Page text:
Mayor Bing has suggested that if city workers don't agree to around $115 million in cuts that Detroit will have an emergency financial manager. He more recently said he didn't want to be that EFM after first saying he would welcome the opportunity to be named Detroit's EFM.
To the threat of an EFM I say bring it. It's high time Detroit finally got an EFM. For many years, especially the last 11 years, Detroit has really been drowning in red ink and leadership hasn't been able to stem the tide or find its way out of darkness. As a city worker I say to other city workers we can no longer be afraid of an EFM and in fact it could be the best thing to happen.
If Governor Snyder were to name an EFM, someone other than Mayor Bing of course, it should be a bona fide CPA, not a politician or someone who is going to be persuaded by politics or concerned with his/her image. Not a Robert Bobb. Detroit needs a bottom-line bean counter.
What I expect this CPA will do is the one thing that scares the heck out of City Council and the mayor, and that's eliminate their jobs first. They are no longer needed. They have been ineffective and unable to deal with the city's financial crisis. City Council has threatened that 2,000 jobs could be lost if Mayor Bing listens to them. But that does not include their own jobs. They stand ready and willing to make cuts to the frontline workers on the low end of the payscale, those who are scrapping to take care of their families. But when they've had a chance to make considerable cuts to Council staffs and budgets they've failed to do so.
One of the voices heard most on City Council advocating cutting jobs is Councilman Pro-Tem Gary Brown. Brown collects an $80,000 a year salary as a councilman. He gets a sizeable police department pension and he has $3 million dollars walking-around money that he collected in his whistleblower lawsuit. At least in Mayor Bing's favor he started out by not taking a salary, but Brown has never offered.
Mayor Bing too hasn't been a leader in making cuts where it hurts on his staff. He recently started taking a salary after telling voters he wouldn't if he were elected. The financial crisis is obviously not important enough for him to continue that promise.
The EFM would no doubt make severe cuts but at least with a qualified person making those decisions the likelihood is greater that the pain won't be continual or lasting. I believe that person will make the necessary cuts immediately, balance the books and the city would move forward from there. With the current elected officials the will or intellectual capacity to fix what ails Detroit does not exist so we keep spiraling down, while the situation worsens. They've been told numerous times that cutting our way out of this debt won't work and they've done nothing to create revenue. They've done nothing to collect monies owed the city in uncollected tax revenue, hundreds of millions owed the city by tax absconders and delinquent property owners. The game of placing it on the backs of the little guy, city workers is well passed its time. At this point the best tonic for Detroit is a EFM/CPA.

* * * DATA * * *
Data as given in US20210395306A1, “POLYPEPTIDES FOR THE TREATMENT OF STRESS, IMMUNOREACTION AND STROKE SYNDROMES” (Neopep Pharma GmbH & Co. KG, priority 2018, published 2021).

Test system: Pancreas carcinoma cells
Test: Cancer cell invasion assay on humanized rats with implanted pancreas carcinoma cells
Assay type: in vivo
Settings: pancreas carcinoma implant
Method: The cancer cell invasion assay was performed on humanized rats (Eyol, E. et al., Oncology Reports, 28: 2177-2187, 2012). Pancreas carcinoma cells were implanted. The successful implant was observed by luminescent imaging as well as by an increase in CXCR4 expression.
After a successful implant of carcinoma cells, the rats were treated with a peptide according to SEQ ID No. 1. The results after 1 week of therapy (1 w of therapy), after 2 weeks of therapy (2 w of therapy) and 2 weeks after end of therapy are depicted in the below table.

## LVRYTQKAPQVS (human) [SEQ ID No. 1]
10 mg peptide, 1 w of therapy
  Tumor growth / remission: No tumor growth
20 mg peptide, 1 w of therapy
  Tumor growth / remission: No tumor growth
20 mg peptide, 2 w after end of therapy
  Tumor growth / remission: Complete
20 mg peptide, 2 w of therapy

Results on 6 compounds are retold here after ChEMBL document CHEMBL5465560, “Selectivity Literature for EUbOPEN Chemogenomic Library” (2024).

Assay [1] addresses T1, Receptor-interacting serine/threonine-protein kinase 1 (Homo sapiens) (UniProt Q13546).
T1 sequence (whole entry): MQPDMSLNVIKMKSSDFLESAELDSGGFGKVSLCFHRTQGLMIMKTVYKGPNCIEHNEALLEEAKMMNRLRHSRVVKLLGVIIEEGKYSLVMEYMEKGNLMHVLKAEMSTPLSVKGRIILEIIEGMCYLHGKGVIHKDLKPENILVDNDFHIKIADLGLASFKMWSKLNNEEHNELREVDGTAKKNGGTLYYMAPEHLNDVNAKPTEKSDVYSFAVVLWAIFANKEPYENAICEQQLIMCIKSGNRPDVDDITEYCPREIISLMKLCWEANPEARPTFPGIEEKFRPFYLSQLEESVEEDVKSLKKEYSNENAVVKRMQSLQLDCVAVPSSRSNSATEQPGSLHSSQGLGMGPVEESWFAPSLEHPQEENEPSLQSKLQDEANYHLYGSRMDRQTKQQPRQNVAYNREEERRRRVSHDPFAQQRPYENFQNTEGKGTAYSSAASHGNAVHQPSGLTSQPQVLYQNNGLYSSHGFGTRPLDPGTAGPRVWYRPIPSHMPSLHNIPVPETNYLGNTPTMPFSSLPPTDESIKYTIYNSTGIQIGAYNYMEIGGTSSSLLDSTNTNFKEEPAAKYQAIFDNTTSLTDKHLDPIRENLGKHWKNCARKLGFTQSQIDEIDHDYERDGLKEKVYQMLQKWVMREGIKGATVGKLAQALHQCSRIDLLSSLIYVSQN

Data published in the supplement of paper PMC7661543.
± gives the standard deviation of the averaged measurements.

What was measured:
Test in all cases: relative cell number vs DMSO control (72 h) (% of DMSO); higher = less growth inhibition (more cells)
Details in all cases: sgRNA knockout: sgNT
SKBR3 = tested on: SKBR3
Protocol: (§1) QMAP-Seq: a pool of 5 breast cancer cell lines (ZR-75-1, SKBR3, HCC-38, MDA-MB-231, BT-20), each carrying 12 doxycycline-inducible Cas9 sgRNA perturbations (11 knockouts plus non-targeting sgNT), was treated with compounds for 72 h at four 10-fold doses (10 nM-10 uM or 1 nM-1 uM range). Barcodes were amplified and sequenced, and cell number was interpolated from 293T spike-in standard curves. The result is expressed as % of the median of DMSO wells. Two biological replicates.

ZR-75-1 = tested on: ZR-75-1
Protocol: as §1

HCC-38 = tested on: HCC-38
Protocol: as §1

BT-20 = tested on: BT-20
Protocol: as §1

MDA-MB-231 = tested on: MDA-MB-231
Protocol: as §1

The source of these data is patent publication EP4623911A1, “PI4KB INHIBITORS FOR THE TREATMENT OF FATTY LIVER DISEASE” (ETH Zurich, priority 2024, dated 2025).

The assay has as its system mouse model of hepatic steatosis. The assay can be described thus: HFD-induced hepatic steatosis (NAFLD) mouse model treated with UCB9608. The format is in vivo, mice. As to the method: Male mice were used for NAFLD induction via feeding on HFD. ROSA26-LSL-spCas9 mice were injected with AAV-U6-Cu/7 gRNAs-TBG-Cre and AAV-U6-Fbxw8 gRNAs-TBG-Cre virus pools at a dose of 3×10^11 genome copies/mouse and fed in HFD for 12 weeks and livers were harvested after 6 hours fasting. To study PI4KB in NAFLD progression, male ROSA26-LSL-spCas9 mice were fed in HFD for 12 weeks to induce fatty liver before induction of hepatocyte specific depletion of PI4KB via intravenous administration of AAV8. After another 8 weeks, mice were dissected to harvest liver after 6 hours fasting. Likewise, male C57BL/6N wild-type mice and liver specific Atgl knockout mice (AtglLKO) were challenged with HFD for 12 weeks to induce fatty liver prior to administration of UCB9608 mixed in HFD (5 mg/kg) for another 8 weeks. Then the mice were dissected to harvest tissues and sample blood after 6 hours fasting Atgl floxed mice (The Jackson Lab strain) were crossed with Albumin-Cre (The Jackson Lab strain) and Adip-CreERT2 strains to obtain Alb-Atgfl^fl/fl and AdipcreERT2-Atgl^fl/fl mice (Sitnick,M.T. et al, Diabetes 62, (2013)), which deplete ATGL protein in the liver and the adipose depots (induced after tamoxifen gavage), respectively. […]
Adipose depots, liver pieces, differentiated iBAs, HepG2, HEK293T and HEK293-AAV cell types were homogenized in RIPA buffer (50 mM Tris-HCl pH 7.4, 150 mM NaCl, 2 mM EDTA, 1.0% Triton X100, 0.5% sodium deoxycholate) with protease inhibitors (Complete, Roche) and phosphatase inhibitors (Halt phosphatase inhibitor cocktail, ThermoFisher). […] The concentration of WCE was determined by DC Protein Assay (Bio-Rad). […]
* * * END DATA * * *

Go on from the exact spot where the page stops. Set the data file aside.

Faced with that as an option or continuing with the same unequipped leaders I strongly recommend that Governor Snyder act quickly to save us from the political managers.
Add a Judge to the Names of Potential Mayoral Candidates
Detroiters are looking forward with great expectation for the 2013 elections. The reason is many feel a sense of buyer's remorse after electing what seems like a mostly ineffective City Council and mayor. In 2009 Detroit voters went to the polls and elected five new councilmembers and a new mayor. The mayor's race will no doubt garner the most attention with current Mayor Dave Bing looking for an escape hatch. Among those most often mentioned as candidates are Council President Charles Pugh, Council Pro-tem Gary Brown, Councilman Ken Cockrel and former Chief of Police, Wayne County Sheriff Benny Napoleon, a mostly uninspiring field of candidates to say the least. Another name exploring the possibility is 36th District Court Judge Willie Lipscomb Jr. He has served in his capacity as judge for the 36th District Court for fourteen years. Prior to his current position, Judge Lipscomb served as executive director of the Notre Dame Legal Aid and Defenders' Association from 1974-75 and as assistant prosecuting attorney for Wayne County from 1975-79. In a private law practice from 1979-83, he then joined the 36th District Court as Magistrate, a title he held for two years before becoming judge. Judge Lipscomb is divorced and has one daughter, Christine.
This post was previously published on DetroitUncovered.